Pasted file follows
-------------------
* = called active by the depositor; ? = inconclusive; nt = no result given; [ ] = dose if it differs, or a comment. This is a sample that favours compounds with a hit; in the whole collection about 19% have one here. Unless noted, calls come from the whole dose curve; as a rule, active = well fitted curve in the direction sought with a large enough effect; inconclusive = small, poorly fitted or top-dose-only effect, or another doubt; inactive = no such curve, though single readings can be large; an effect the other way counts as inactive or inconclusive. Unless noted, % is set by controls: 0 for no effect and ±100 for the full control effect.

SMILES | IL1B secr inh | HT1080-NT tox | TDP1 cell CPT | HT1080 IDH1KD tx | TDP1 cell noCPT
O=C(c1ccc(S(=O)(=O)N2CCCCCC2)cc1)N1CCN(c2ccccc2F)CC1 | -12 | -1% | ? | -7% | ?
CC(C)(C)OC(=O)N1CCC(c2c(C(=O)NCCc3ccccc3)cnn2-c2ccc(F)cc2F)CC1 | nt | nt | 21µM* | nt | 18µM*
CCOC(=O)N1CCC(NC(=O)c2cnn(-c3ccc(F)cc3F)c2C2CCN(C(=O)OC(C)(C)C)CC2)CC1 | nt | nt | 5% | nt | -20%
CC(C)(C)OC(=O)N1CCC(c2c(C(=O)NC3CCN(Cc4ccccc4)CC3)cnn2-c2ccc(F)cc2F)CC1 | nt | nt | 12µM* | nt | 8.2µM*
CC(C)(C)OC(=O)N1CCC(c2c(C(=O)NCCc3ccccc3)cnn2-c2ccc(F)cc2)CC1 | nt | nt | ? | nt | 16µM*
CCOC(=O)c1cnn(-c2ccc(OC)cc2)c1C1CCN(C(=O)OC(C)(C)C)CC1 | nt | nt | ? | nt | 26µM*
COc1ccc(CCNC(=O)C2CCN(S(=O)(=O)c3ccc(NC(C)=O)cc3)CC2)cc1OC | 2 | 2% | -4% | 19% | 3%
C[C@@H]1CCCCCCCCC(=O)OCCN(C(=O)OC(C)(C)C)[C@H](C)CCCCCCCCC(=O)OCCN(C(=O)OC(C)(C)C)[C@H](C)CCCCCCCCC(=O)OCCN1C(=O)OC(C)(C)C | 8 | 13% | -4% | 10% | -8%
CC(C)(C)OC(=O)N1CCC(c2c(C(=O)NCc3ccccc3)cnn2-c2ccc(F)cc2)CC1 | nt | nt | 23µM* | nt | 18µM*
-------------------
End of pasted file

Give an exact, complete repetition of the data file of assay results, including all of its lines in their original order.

* = called active by the depositor; ? = inconclusive; nt = no result given; [ ] = dose if it differs, or a comment. This is a sample that favours compounds with a hit; in the whole collection about 19% have one here. Unless noted, calls come from the whole dose curve; as a rule, active = well fitted curve in the direction sought with a large enough effect; inconclusive = small, poorly fitted or top-dose-only effect, or another doubt; inactive = no such curve, though single readings can be large; an effect the other way counts as inactive or inconclusive. Unless noted, % is set by controls: 0 for no effect and ±100 for the full control effect.

SMILES | IL1B secr inh | HT1080-NT tox | TDP1 cell CPT | HT1080 IDH1KD tx | TDP1 cell noCPT
O=C(c1ccc(S(=O)(=O)N2CCCCCC2)cc1)N1CCN(c2ccccc2F)CC1 | -12 | -1% | ? | -7% | ?
CC(C)(C)OC(=O)N1CCC(c2c(C(=O)NCCc3ccccc3)cnn2-c2ccc(F)cc2F)CC1 | nt | nt | 21µM* | nt | 18µM*
CCOC(=O)N1CCC(NC(=O)c2cnn(-c3ccc(F)cc3F)c2C2CCN(C(=O)OC(C)(C)C)CC2)CC1 | nt | nt | 5% | nt | -20%
CC(C)(C)OC(=O)N1CCC(c2c(C(=O)NC3CCN(Cc4ccccc4)CC3)cnn2-c2ccc(F)cc2F)CC1 | nt | nt | 12µM* | nt | 8.2µM*
CC(C)(C)OC(=O)N1CCC(c2c(C(=O)NCCc3ccccc3)cnn2-c2ccc(F)cc2)CC1 | nt | nt | ? | nt | 16µM*
CCOC(=O)c1cnn(-c2ccc(OC)cc2)c1C1CCN(C(=O)OC(C)(C)C)CC1 | nt | nt | ? | nt | 26µM*
COc1ccc(CCNC(=O)C2CCN(S(=O)(=O)c3ccc(NC(C)=O)cc3)CC2)cc1OC | 2 | 2% | -4% | 19% | 3%
C[C@@H]1CCCCCCCCC(=O)OCCN(C(=O)OC(C)(C)C)[C@H](C)CCCCCCCCC(=O)OCCN(C(=O)OC(C)(C)C)[C@H](C)CCCCCCCCC(=O)OCCN1C(=O)OC(C)(C)C | 8 | 13% | -4% | 10% | -8%
CC(C)(C)OC(=O)N1CCC(c2c(C(=O)NCc3ccccc3)cnn2-c2ccc(F)cc2)CC1 | nt | nt | 23µM* | nt | 18µM*